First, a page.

The United States on Friday authorised Moderna's Covid-19 vaccine for emergency use, paving the way for millions of doses of a second vaccine to be shipped across the hardest-hit country in the world.
The latest breakthrough came as many governments clamp down on socializing over Christmas and New Year, which is expected to fuel a jump in virus deaths in early 2021.
Italy on Friday announced harsh new restrictions over the holidays with many shops and all bars and restaurants closed, travel between regions banned, and only one daily outside trip per household permitted.
But Prime Minister Giuseppe Conte conceded that authorities would be largely unable to monitor compliance, instead asking Italians to respect a new limit of only hosting two adult guests at home.
With the US now registering over 2,500 deaths a day from Covid-19, senior US officials including Vice President Mike Pence got early vaccinations on Friday.
High profile vaccinations
Pence's public inoculation was the most high-profile attempt yet at persuading vaccine-sceptic Americans to join a national effort to halt a pandemic that has killed at least 1.66 million people and infected more than 74 million worldwide.
President-elect Joe Biden, who will take office on January 20, announced he would take the vaccine, also in public, on Monday.
In hard-hit Europe, unease mounted after Slovakian Prime Minister Igor Matovic tested positive for Covid-19 a week after attending a European Union summit in Brussels.
The summit is believed to be where French President Emmanuel Macron caught the virus -- his diagnosis has led a host of European leaders and French officials to rush into self-isolation.
Macron acknowledged Friday he had been "slowed down" by his infection, but insisted he was still actively involved in government business including Brexit trade talks.
US President Donald Trump, who has been a long-time sceptic about the seriousness of the pandemic, wished Macron "a speedy recovery."
The United States is the first nation to authorise the two-dose regimen from Moderna, now the second vaccine to be deployed in a Western country after the one developed by Pfizer and BioNTech.
Millions of doses will start shipping out as early as this weekend from cold-storage sites outside Memphis and Louisville.
Elsewhere, world leaders from Russian President Vladimir Putin to Israel's Prime Minister Benjamin Netanyahu have also pledged to get public injections to boost confidence in the vaccines.
Trump, who may be currently immune after recovering from Covid-19, has also signalled he would be willing to take the vaccine.
Trump was notably absent from Pence's vaccination event, but he has been eager to take credit for record-fast vaccine breakthroughs despite more than 310,000 American deaths.
EU under pressure
Facing pressure to approve vaccines, the European Union intends to begin its inoculations with the Pfizer-BioNTech dose before the end of the year, with some countries naming December 27 as a start date.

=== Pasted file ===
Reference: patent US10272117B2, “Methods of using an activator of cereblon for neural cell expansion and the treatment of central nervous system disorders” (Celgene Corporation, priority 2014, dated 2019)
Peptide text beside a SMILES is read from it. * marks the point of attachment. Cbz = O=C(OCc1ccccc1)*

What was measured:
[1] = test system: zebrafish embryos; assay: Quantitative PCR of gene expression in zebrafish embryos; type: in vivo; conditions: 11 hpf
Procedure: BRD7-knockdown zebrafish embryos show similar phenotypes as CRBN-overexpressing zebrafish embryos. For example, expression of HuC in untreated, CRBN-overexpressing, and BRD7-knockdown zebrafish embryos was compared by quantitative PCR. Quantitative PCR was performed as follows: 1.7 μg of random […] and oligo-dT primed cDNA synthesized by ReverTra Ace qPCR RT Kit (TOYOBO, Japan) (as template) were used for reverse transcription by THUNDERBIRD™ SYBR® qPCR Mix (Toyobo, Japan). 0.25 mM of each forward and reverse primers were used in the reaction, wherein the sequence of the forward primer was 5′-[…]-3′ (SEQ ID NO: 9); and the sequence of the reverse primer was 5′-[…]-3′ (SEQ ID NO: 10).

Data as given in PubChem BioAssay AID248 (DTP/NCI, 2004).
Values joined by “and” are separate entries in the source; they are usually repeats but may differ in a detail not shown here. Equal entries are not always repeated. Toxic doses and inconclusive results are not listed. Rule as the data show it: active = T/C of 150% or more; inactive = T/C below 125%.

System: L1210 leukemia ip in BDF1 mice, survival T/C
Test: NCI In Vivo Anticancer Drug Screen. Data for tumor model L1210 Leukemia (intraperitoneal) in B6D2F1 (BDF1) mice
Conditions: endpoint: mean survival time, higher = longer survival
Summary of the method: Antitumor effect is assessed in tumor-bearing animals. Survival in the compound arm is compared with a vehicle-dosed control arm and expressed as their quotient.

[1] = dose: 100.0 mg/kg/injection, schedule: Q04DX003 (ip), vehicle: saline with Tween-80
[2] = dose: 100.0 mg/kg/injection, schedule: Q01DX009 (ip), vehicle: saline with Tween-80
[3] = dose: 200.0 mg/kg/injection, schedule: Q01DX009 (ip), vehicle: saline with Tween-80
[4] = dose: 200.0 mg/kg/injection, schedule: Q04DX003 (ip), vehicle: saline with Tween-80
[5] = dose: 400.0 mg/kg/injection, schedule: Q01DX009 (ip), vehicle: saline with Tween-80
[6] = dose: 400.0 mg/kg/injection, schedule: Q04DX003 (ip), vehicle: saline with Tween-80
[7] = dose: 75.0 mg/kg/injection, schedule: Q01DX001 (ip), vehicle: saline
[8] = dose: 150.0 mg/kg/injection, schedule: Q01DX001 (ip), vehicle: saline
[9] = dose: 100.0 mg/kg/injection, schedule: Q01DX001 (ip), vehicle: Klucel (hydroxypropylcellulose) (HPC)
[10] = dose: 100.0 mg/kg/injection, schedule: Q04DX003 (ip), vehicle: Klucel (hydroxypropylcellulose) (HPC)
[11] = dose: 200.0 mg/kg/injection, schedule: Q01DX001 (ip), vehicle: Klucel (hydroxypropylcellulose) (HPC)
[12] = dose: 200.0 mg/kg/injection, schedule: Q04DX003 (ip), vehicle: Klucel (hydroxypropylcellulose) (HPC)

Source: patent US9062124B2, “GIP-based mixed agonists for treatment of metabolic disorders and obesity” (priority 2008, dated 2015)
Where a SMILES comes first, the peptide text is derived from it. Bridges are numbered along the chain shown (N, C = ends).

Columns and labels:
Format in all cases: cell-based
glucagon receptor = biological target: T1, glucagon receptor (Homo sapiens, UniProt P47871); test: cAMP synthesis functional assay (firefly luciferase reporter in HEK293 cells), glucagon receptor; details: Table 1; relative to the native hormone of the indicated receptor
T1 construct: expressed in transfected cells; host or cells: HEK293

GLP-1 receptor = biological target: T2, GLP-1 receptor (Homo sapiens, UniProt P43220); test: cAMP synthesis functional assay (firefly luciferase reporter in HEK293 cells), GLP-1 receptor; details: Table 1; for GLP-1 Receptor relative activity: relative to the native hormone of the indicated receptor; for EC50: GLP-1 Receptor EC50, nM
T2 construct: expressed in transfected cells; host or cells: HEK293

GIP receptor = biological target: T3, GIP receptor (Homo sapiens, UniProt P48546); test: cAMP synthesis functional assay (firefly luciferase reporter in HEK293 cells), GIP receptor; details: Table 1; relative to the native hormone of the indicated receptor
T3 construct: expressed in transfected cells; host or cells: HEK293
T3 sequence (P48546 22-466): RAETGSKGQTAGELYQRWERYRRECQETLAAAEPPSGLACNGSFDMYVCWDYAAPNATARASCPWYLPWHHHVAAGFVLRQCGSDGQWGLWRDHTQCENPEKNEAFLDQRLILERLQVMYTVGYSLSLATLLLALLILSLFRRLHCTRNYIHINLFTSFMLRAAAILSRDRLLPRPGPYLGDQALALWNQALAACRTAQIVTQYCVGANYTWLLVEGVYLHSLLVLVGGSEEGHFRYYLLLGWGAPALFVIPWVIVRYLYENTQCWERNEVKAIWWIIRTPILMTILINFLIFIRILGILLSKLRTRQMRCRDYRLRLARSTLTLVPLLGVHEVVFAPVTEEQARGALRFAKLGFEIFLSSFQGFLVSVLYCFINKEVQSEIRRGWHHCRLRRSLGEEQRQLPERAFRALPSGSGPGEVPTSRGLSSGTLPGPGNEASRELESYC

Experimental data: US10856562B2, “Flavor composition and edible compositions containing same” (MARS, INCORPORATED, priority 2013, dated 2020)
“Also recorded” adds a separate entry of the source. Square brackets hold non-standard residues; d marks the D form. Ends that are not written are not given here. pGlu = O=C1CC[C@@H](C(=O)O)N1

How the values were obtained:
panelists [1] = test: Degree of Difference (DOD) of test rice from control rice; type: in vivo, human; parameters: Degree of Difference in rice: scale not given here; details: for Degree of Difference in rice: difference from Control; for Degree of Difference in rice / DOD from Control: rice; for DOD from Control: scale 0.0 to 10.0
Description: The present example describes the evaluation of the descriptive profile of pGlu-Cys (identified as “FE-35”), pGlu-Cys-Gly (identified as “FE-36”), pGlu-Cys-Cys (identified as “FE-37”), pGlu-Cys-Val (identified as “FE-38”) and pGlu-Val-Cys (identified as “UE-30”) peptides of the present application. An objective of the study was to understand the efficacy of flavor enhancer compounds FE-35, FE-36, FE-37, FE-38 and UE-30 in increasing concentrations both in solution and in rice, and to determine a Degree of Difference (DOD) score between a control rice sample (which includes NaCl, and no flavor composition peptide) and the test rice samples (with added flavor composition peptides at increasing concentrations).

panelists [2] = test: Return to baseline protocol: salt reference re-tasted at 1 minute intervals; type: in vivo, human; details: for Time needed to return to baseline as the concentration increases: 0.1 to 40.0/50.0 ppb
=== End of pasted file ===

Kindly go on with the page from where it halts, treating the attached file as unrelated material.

Poorer countries also got a boost Friday when the World Health Organization and partners said vaccines would be distributed early next year to the 190 countries in its Covax initiative, a pooling effort formed to ensure equitable distribution.
"The light at the end of the tunnel has grown a little bit brighter," WHO chief Tedros Adhanom Ghebreyesus told a virtual press conference.
Two billion doses have been secured from developers AstraZeneca, Johnson & Johnson, Novovax and Sanofi/GSK, though none of their candidates have so far received authorization for use.
Austria's chancellor, Sebastian Kurz, on Friday announced a new month-long lockdown starting December 26 in response to a wave of infections.
And Sweden made a U-turn on face masks, recommending that they are worn on public transport at peak times, having previously resisted their use in the fight against Covid-19.
In South Africa, Health Minister Zwelini Mkhize signalled the detection of a severe coronavirus variant that could explain the rapid spread of a second wave of cases.
And Mexico City's mayor announced that the capital and neighbouring state would suspend almost all activities from this weekend as virus cases rise -- allowing only such essentials as the sale of food, energy, transport, manufacturing and financial services.
But in Brazil, President Jair Bolsonaro -- who has systemically downplayed the coronavirus -- continued to undermine the country's own immunization campaign.
He mocked the potential side-effects of the Pfizer vaccine, saying "in the Pfizer contract it's very clear: 'we're not responsible for any side effects.' If you turn into a crocodile, it's your problem."
Qatar inaugurated its latest stadium on Friday for the 2022 World Cup with a half-capacity 20,000-strong crowd who had all been tested beforehand.